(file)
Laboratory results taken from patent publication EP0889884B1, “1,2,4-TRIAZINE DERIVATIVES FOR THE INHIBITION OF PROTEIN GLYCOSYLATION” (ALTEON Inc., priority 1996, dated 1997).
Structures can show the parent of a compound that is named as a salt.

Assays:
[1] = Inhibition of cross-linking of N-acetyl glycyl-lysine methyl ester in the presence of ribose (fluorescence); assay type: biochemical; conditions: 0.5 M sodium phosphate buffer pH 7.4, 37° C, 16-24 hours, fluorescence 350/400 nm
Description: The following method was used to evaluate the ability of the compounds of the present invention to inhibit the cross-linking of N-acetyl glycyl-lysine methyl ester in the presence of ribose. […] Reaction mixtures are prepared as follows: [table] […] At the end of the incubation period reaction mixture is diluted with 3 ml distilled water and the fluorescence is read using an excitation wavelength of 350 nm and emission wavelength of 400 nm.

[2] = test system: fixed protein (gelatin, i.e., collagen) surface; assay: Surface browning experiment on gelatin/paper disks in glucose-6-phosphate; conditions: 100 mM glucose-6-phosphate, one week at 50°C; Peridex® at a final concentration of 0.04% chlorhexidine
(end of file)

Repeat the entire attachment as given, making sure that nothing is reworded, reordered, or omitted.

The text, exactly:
Laboratory results taken from patent publication EP0889884B1, “1,2,4-TRIAZINE DERIVATIVES FOR THE INHIBITION OF PROTEIN GLYCOSYLATION” (ALTEON Inc., priority 1996, dated 1997).
Structures can show the parent of a compound that is named as a salt.

Assays:
[1] = Inhibition of cross-linking of N-acetyl glycyl-lysine methyl ester in the presence of ribose (fluorescence); assay type: biochemical; conditions: 0.5 M sodium phosphate buffer pH 7.4, 37° C, 16-24 hours, fluorescence 350/400 nm
Description: The following method was used to evaluate the ability of the compounds of the present invention to inhibit the cross-linking of N-acetyl glycyl-lysine methyl ester in the presence of ribose. […] Reaction mixtures are prepared as follows: [table] […] At the end of the incubation period reaction mixture is diluted with 3 ml distilled water and the fluorescence is read using an excitation wavelength of 350 nm and emission wavelength of 400 nm.

[2] = test system: fixed protein (gelatin, i.e., collagen) surface; assay: Surface browning experiment on gelatin/paper disks in glucose-6-phosphate; conditions: 100 mM glucose-6-phosphate, one week at 50°C; Peridex® at a final concentration of 0.04% chlorhexidine